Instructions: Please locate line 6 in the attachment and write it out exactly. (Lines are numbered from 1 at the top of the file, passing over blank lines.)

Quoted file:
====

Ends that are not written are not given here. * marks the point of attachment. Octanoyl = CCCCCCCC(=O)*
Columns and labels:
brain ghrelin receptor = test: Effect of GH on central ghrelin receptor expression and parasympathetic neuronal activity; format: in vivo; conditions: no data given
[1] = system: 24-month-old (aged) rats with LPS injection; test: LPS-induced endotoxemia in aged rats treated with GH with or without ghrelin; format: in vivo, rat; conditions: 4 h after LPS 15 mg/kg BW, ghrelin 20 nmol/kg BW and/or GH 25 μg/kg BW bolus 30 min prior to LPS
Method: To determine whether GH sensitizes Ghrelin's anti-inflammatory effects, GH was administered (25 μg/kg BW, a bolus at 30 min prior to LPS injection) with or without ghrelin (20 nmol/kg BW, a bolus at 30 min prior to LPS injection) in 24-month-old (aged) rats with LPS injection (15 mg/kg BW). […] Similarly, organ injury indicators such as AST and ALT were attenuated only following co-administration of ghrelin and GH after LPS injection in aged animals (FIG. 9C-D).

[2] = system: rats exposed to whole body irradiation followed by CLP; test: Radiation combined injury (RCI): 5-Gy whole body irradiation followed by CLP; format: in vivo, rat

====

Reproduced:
[2] = system: rats exposed to whole body irradiation followed by CLP; test: Radiation combined injury (RCI): 5-Gy whole body irradiation followed by CLP; format: in vivo, rat